Alternatives to Mammograms
While many women are aware that they should get routine mammograms, they may not be aware of the full range of tests that can screen and diagnose potential breast cancer. Currently, mammograms offer the best means for initial screening, but often traditional mammogram test results can be inconclusive. For example, women with “dense breasts” have a higher proportion of glandular breast tissue that makes identifying cancer difficult through a traditional mammogram. Since women with dense breasts are at a four to six times higher risk for developing breast cancer, accurate scans are important.1 Odds are high that a woman’s first mammogram will have inconclusive results, as according to the Mayo Clinic, nearly half of women younger than age 50 have dense breasts. Though dense breast tissue is a leading reason women seek alternative screening methods, other factors may also encourage women to find an additional test. Women at high risk for developing breast cancer, women looking for more precise results, or women concerned about a portion of the mammogram process, such as radiation exposure, may seek alternatives. The following are tests types that women can discuss as options with their primary health care providers.
Digital mammography is a common alternative screening that produces digital images of the breast to better focus on the questionable areas. It is preferred over traditional mammography for those who are younger than 50, who have dense breasts, or who are still menstruating. Benefits include the ability to manipulate the image to achieve a more conclusive view and a lesser dose of radiation during the screening process; approximately three-fourths the amount of a traditional mammogram. Digital mammography is still more expensive and not as widely available as traditional mammography.2
Ultrasounds, which use sound waves to create an image, are also commonly used with dense breasts, to guide a needle biopsy, or to check the lymph nodes under the arm. It is widely available, non-invasive, and less costly, but also less precise than the MRI. It is not used alone as it can miss cancers that are more visible on mammograms, and it can result in false positives, leading to increased needle biopsies.3
The MRI, magnetic resonance imaging, may be used for women already diagnosed, to measure or discover other tumors, or it may be used to screen high-risk women. Medical insurance companies often require proof of high risk to approve an MRI screening.4 The procedure uses magnets and radio waves to provide a detailed view of an area as a result of contrast material that is injected into the body. An MRI is not for people with pacemakers, other ferromagnetic implants, claustrophobia, poor renal function, or gadolinium allergies.5 This test detects more cancers than mammograms or ultrasound, but is also approximately five times the cost of a traditional mammogram.6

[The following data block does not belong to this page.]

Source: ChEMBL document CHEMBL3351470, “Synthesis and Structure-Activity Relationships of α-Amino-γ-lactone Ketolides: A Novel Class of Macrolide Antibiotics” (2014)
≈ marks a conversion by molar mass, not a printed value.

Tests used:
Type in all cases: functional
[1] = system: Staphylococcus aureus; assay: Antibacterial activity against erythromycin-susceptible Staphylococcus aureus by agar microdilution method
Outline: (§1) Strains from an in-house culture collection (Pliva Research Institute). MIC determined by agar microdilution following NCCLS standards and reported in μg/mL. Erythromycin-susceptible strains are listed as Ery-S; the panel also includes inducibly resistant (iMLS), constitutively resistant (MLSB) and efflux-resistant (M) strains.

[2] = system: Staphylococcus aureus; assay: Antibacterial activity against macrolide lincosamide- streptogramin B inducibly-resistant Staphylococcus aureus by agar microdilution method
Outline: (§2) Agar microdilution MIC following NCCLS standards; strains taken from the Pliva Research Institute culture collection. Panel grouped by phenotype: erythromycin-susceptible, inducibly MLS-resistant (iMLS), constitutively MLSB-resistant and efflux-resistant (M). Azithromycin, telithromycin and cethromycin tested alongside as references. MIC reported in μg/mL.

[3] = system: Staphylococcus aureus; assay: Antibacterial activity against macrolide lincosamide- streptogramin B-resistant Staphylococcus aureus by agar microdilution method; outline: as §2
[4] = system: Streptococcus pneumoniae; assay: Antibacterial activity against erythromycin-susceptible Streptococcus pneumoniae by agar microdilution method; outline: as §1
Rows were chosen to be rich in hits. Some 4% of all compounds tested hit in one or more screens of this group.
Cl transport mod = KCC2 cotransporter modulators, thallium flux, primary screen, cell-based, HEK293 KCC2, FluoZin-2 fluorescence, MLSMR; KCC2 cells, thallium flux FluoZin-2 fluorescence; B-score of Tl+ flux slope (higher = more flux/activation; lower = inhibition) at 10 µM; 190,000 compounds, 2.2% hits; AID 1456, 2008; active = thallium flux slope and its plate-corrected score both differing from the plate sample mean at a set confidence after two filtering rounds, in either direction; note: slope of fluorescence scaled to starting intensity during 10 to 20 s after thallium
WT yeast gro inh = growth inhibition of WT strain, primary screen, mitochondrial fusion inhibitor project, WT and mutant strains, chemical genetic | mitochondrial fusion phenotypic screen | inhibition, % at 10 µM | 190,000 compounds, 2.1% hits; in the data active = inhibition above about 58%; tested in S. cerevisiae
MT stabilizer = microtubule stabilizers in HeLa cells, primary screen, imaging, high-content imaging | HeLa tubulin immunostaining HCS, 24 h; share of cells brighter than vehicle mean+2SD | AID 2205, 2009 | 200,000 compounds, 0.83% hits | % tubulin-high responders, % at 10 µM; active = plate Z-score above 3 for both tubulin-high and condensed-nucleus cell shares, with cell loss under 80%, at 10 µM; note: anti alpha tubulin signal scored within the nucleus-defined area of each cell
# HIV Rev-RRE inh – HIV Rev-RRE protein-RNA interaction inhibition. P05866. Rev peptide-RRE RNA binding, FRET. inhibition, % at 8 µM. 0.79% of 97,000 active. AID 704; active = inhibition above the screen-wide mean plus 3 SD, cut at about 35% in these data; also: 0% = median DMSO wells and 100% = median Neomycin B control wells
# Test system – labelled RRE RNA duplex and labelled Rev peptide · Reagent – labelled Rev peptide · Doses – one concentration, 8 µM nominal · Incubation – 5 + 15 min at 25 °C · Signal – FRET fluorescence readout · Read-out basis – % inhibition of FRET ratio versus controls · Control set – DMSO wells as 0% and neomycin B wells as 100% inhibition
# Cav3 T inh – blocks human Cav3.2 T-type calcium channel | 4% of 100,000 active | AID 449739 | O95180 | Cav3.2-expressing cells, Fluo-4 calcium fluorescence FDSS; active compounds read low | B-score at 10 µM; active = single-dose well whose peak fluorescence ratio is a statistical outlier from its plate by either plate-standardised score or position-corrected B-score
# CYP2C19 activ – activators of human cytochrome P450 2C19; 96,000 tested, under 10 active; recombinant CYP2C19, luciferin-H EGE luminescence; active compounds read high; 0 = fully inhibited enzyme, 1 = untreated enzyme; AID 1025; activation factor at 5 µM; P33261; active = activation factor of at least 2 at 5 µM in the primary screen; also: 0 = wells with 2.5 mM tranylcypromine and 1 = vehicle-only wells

Molecular Breast Imaging, the newcomer, uses a higher dose of radiation to light up areas likely to be cancerous, and therefore it is best used for pre-surgery planning, lymph node assessment, and monitoring chemo responses and breast cancer recurrence.7 MBI surpasses the mammogram in detecting invasive ductal carcinoma, ductal carcinoma in situ, and invasive lobular carcinoma.8 It provides a better image than a mammogram and has numerous benefits. MBIs are more effective for dense breasts and identify three times as many cancers than the traditional mammogram.
It also applies only one-third of the breast compression of mammograms, but does have a 25 times higher dose of radiation than the mammogram.9 With dual head systems, the detection rate with MBI is higher than an MRI.10 MBI’s radioactive tracer lights up the areas scanned, and the breast cancer cells absorb this material and present on the special cameras. Molecular Breast Imaging includes both breast-specific gamma imaging (BSGI) and positron emission mammograms (PEM) and examines molecular activity, as opposed to anatomy, like the mammogram, ultrasound, and MRI. Requiring fewer images than an MRI, the interpretation of an MBI is faster, and has fewer false positives than an MRI. Moreover, a PEM can be followed by a whole body PET using the same injection to search the body more broadly for other cancer pockets.
Overall, new developments in breast cancer screening continue to present better options to patients across their lifespan. Ultimately the best way to decide upon the exam that’s right for you is to engage in an informed discussion about your health with a primary care provider. Since many people’s unique health circumstances will prohibit them from fully utilizing certain methods, establishing safe and effective alternatives is critical to care and will help set the standards of tomorrow.
1. Dmyterko, Kaitlyn (2010, November 17). Molecular Breast Imaging: When to Use it. Molecular Imaging. Gamma Medica. Retrieved November 30, 2015
2. BreastCancer.org (2013, August 21). Mammography Techniques and Types. Retrieved November 29, 2015
3. American Cancer Society (2015). Mammograms and Other Breast Imaging Tests.
4. American Cancer Society (2015). Mammograms and Other Breast Imaging Tests.
5. Gamma Medica. (2015). About MBI Retrieved November 29, 2015
6. Dmyterko, Kaitlyn (2010, November 17). Molecular Breast Imaging: When to Use it. Molecular Imaging. Gamma Medica. Retrieved November 30, 2015
7. Shirazi, Parvey. (2012, July 25). Pros and Cons of Molecular Breast Imaging Tools. IGN. Imaging Technology News.
8. Dmyterko, Kaitlyn (2010, November 17). Molecular Breast Imaging: When to Use it. Molecular Imaging. Gamma Medica. Retrieved November 30, 2015
9. Kaplan, D. A. (2011, March 24). Beyond the Mammogram: Molecular Breast Imaging Emerges. Retrieved November 29, 2015
10. Dmyterko, Kaitlyn (2010, November 17). Molecular Breast Imaging: When to Use it. Molecular Imaging. Gamma Medica. Retrieved November 30, 2015